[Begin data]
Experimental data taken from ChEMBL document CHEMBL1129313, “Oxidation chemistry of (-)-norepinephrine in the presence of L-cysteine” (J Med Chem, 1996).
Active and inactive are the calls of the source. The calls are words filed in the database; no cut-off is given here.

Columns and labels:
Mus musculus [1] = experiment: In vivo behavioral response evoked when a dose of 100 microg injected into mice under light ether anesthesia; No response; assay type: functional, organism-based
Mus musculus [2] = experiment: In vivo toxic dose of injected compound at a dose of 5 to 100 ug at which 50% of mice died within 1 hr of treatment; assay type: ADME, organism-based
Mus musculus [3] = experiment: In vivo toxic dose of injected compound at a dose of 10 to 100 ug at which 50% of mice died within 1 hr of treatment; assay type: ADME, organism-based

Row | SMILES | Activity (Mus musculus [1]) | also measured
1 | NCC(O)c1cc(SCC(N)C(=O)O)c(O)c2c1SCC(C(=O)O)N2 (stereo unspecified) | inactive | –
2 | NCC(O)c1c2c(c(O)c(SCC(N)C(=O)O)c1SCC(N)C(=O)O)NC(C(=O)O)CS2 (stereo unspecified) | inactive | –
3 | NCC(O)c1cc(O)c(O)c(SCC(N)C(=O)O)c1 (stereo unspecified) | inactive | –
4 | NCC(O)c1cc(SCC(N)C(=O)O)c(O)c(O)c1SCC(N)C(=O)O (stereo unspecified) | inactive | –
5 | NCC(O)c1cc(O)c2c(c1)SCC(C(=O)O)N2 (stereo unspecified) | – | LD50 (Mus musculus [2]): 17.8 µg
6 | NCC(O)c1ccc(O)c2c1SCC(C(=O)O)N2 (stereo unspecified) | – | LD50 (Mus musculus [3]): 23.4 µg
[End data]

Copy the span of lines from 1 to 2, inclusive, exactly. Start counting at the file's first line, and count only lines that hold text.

Experimental data taken from ChEMBL document CHEMBL1129313, “Oxidation chemistry of (-)-norepinephrine in the presence of L-cysteine” (J Med Chem, 1996).
Active and inactive are the calls of the source. The calls are words filed in the database; no cut-off is given here.